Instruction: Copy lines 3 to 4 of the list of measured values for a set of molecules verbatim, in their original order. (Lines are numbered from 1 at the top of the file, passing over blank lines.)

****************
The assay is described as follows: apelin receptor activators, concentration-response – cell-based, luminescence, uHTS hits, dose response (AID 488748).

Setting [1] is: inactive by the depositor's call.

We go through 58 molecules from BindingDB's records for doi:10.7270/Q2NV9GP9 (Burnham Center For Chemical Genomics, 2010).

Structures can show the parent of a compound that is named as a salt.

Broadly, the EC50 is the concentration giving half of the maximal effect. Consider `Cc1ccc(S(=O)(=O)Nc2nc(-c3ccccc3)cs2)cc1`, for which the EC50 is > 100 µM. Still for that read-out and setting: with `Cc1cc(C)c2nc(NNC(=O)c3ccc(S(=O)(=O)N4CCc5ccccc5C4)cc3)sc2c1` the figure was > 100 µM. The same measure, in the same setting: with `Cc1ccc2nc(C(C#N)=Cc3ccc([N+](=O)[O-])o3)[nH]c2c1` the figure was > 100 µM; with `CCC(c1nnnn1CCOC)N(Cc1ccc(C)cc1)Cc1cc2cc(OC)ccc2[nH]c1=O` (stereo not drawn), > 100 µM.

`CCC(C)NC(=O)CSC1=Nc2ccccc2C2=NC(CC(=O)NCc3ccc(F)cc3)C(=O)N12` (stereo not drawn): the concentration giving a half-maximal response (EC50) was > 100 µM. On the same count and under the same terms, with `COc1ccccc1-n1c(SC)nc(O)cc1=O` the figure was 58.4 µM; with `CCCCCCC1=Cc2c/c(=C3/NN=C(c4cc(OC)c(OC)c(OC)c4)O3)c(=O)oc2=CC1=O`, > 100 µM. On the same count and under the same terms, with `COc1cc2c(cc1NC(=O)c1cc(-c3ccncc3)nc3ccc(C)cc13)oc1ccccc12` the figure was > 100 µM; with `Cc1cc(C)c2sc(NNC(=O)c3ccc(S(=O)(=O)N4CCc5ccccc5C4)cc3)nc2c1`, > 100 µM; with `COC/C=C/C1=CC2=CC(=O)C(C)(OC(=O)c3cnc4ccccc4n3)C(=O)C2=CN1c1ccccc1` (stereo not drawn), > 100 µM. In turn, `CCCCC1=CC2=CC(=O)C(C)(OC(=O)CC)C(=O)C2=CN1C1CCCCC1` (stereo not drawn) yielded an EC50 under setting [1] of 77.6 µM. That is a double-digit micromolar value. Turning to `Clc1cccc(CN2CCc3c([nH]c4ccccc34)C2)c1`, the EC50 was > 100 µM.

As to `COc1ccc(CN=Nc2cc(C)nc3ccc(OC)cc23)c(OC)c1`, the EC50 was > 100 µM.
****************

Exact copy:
We go through 58 molecules from BindingDB's records for doi:10.7270/Q2NV9GP9 (Burnham Center For Chemical Genomics, 2010).

Structures can show the parent of a compound that is named as a salt.